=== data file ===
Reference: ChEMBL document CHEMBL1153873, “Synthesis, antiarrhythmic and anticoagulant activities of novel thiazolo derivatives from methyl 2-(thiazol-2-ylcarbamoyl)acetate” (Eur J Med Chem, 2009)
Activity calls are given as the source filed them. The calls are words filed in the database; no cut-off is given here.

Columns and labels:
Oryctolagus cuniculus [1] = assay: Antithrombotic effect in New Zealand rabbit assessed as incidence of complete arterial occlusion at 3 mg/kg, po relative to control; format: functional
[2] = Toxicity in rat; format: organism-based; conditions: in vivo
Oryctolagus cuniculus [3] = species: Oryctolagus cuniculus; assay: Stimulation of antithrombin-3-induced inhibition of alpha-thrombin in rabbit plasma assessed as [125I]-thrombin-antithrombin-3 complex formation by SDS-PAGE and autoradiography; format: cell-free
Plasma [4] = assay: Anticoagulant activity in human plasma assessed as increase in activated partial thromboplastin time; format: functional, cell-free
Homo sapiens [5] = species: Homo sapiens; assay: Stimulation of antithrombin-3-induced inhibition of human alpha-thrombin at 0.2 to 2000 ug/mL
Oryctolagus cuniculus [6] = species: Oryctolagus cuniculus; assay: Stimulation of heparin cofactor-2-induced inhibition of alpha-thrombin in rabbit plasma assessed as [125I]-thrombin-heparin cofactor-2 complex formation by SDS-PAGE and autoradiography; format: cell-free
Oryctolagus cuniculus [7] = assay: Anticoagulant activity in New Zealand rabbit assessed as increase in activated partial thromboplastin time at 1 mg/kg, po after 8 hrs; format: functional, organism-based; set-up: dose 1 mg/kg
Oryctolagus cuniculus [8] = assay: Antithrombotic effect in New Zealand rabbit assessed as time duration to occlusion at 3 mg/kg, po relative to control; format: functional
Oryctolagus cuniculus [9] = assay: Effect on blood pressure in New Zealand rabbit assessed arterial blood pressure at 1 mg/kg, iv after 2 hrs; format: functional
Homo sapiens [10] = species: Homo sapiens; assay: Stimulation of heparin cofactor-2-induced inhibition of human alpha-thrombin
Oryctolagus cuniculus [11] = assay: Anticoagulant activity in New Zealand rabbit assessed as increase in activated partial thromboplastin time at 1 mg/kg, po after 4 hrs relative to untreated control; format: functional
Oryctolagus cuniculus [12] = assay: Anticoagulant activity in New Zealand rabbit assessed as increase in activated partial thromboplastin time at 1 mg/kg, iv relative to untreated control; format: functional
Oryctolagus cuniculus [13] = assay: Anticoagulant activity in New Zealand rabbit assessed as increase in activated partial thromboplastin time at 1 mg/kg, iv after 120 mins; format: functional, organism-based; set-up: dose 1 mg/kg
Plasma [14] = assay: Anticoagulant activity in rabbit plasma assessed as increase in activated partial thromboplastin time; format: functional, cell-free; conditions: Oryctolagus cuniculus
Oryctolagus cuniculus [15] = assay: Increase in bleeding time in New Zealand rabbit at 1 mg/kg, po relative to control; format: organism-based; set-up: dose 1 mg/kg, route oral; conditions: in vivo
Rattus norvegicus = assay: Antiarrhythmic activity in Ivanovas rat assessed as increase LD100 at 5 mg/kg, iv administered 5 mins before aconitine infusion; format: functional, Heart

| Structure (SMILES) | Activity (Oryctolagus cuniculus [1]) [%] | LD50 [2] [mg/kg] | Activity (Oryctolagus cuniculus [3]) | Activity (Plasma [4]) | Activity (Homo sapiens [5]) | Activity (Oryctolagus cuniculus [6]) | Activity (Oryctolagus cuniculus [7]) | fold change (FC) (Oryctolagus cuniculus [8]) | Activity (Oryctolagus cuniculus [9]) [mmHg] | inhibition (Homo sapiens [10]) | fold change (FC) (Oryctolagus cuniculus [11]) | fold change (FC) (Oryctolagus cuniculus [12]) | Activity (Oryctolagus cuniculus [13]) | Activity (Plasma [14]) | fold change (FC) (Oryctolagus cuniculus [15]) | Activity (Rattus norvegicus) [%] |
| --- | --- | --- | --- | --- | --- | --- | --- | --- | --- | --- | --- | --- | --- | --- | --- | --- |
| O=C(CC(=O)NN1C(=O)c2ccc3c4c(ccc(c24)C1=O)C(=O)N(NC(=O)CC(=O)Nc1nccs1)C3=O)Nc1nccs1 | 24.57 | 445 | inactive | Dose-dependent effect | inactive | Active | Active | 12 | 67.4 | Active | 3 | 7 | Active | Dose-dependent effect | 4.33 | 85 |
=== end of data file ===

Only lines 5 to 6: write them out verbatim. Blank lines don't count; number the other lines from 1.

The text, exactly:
[2] = Toxicity in rat; format: organism-based; conditions: in vivo
Oryctolagus cuniculus [3] = species: Oryctolagus cuniculus; assay: Stimulation of antithrombin-3-induced inhibition of alpha-thrombin in rabbit plasma assessed as [125I]-thrombin-antithrombin-3 complex formation by SDS-PAGE and autoradiography; format: cell-free